This is one of the main reasons why I will never be a full-fledged liberal. The advocacy of the position that govt. itself must make the changes for me is not realistic. It was govt. itself that got bought out and made the problem (of wildly unequal wealth distribution) worse to begin with.

  22. #22 olympia
    October 4, 2011

    I think a lot of the perceived powerlessness is born from an all or nothing mindset- “I can’t opt out of the system entirely, so why bother?” The perfect is really the enemy of the good in this case.

  23. #23 Stephen B.
    October 4, 2011

    I agree with that Olympia.

    I also think we watch too much TV and other media that basically sets us up as peons in a huge machine, fairly unable to envision much else.

  24. #24 Anna W.
    October 4, 2011

    Full disclosure: I have a soft spot for Occupy Wall Street since I was down there on the first day of the protests, and brought my 18-month old daughter down as much as I could, before it got too (wonderfully) crowded.

    I have a lot of respect for what the protesters are doing. They are taking bold action, and making the ideals of the “left” as visible as the teapartiers make the ideals of the right. They are an easy target for criticism, because they’re young, extravagantly idealistic, and in some senses immature. Yeah, sometimes they sound like they don’t know what they’re talking about — not that this is Sharon’s criticism — but it’s true that sometimes their message comes off as diffuse and vague. But they’re doing SOMETHING, and it’s getting people talking and thinking.

    As far as their individual lifestyles — well, we just don’t know how they live or how much of their “fair share” they use. How much of their money they keep in big banks, or give to multinational corporations, we also don’t know.

    But what’s easy to miss is the sense in which they absolutely ARE practicing the opposite of what they are protesting. They have set up a self-organizing, democratic, consensus based little village down there. Instead of smashing their message into a little box to satisfy the media and more mature critics of the movement, they truly are engaging in discussion and group decision making, while making sure to care for everybody in their little community down there. They are LEARNING how to do these things, which is clear to anybody who has followed the movement from its beginning.

    I think it would be great if they tried to bridge the gap between personal and political by, say, organizing a big-bank boycott and encouraging people across the nation to put their money in credit unions (in fact they are doing this, just not in a very organized way.) And yes, I certainly hope they are living their lives, and using their money, in a way that does not support the systems they are protesting.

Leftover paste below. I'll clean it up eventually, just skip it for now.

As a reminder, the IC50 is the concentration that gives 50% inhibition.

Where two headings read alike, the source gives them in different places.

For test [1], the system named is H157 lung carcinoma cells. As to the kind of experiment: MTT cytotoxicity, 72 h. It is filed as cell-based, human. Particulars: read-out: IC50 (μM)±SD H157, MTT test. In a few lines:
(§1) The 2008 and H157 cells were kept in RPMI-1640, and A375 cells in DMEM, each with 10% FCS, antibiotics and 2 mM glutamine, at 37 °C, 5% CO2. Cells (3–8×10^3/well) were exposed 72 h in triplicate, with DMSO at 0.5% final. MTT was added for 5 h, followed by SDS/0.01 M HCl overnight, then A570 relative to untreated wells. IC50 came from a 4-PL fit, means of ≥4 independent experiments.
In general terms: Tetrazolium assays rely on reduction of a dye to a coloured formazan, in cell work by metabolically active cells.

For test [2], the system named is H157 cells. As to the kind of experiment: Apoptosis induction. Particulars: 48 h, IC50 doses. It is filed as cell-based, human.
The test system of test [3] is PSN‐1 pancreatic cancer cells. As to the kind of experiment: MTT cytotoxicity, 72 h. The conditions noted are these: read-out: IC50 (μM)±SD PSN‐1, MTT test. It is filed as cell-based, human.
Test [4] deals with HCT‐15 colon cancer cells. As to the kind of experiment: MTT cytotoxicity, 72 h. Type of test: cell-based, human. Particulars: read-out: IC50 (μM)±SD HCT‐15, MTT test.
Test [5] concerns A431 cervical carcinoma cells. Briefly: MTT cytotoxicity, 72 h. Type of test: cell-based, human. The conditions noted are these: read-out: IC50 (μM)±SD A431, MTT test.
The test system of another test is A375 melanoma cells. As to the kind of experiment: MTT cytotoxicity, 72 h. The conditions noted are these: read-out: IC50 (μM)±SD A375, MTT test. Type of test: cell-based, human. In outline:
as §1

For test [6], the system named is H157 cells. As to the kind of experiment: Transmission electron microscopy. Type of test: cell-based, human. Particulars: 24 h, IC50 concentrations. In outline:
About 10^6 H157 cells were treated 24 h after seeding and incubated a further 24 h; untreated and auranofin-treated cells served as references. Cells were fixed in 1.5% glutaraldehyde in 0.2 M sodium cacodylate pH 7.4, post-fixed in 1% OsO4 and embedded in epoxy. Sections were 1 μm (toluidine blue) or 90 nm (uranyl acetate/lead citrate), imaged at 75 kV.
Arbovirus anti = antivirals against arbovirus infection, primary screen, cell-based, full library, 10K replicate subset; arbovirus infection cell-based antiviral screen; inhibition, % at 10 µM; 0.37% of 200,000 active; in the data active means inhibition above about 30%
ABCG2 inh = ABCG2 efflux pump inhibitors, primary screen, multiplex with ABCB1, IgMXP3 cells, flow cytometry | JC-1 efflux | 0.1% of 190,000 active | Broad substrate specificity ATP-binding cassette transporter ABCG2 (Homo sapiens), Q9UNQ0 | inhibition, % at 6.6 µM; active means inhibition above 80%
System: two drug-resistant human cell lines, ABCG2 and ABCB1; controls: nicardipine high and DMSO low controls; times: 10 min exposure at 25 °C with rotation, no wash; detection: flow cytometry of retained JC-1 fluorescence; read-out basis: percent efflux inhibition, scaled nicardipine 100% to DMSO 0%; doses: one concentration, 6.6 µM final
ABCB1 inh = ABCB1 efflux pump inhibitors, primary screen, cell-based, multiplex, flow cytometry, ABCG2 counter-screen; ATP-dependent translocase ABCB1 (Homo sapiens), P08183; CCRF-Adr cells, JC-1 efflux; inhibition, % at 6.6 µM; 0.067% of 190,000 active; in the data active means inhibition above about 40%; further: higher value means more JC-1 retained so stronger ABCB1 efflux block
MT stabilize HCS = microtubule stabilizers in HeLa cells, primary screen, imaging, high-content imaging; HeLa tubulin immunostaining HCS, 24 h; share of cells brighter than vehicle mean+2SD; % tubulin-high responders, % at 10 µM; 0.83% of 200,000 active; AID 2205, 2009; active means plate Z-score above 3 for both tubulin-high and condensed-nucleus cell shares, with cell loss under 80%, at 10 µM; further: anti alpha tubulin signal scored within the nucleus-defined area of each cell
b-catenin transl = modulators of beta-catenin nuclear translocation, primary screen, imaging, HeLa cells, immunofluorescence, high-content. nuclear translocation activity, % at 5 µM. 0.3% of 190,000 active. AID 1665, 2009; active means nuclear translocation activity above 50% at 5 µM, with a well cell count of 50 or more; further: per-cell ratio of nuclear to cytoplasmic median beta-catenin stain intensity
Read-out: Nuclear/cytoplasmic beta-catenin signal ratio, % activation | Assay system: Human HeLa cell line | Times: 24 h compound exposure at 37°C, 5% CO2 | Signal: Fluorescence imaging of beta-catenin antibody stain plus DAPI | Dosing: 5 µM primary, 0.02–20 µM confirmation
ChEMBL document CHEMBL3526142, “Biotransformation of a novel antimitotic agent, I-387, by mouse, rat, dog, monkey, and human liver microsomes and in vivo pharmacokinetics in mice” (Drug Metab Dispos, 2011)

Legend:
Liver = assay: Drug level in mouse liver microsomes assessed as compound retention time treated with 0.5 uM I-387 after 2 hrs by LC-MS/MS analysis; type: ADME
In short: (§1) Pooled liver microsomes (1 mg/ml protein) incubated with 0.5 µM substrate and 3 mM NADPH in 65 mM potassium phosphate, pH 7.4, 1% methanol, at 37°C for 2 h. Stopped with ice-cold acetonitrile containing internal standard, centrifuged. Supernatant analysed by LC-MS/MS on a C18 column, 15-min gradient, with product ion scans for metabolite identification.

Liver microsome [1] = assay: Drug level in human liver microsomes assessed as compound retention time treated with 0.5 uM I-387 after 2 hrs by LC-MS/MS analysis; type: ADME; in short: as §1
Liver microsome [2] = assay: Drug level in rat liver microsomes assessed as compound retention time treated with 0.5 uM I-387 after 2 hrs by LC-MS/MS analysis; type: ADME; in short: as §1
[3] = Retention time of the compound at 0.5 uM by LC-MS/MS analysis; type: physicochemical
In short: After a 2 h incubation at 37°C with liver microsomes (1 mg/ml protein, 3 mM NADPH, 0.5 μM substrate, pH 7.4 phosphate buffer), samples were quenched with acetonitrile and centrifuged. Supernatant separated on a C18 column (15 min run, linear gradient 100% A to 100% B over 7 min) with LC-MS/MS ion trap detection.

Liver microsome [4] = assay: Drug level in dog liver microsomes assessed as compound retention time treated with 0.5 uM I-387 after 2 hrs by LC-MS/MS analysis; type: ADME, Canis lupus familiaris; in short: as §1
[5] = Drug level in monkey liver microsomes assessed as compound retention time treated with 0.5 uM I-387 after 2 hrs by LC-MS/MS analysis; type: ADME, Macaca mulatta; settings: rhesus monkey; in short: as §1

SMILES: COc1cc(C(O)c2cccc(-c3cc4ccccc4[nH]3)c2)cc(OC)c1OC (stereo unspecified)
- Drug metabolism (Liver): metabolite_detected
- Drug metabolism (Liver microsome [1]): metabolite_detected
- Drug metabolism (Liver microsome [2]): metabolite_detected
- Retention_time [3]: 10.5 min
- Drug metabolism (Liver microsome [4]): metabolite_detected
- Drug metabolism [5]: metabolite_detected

But at the same time, don’t we, the “99%,” owe it to each other to try to change the rule-book in this country that pretty blatantly says that the rich can steal from the poor?

  25. #25 Neil B.
    October 4, 2011

    Casaubon, you are so much off-base. The protesters are rightly attacking corporate attitudes, damaging conduct, excess political influence, need for regulation of finance, etc (even if we could rationalize some of the silly stuff that sometimes at least, does afflict business.) The overall need to have business activity, even maybe via “corporations” (which you should know, are legal artifices, the privileges of which do not have to be granted for free or without quids pro quo) do not justify either their misconduct etc, nor invalidate well targeted criticism and protest. I am disappointed that you were so up in the air, you couldn’t see any trees at all.

  26. #26 Neil B
    October 4, 2011

    Also (now putting this comment where it belongs, and toning it down): also, this practice of picking on people for every “hypocrisy” (like using partly coal-generated electricity while criticizing that source) that a cynic can cherry-pick out of what they do, is a misleading scam. Sure, we are connected to a power grid etc. and we will be partaking of some of what we criticize, sometimes. So what. It’s OK, it’s rational, it’s constructive for a person to try and make even what they use and how it works, better than it was. Trying to shut people down with that wrangle (or any ad hominem tack – even if “hypocrisy” is something to critique in general it is not supposed to be used as a diversion against debaters themselves) is bad debating, I suspect not arguing in good faith when I see that bully tactic.

  27. #27 olympia
    October 4, 2011

    I really don’t get the impression that Sharon is implying this is ALL consumers’ fault. I really don’t feel accused by her, either, when she points out that, consumer spending being such a huge part of the economy, what we do as consumers really DOES matter. That’s just fact, and I wonder why others feel so accused? Cutting your spending and protesting corporate corruption are not mutually exclusive activities!

    Stephen B- Great point about TV. I think it is actually bigger than that: the increasing complexity of our societies has allowed for the rapid growth of “experts”, resulting in a reliance on others to tell us what to do/think/buy. Too often people don’t bother thinking things through for themselves; they’ll take, for instance, their doctor’s advice as gospel, without doing any research of their own. It’s amazing what you can accomplish when you start really thinking things through.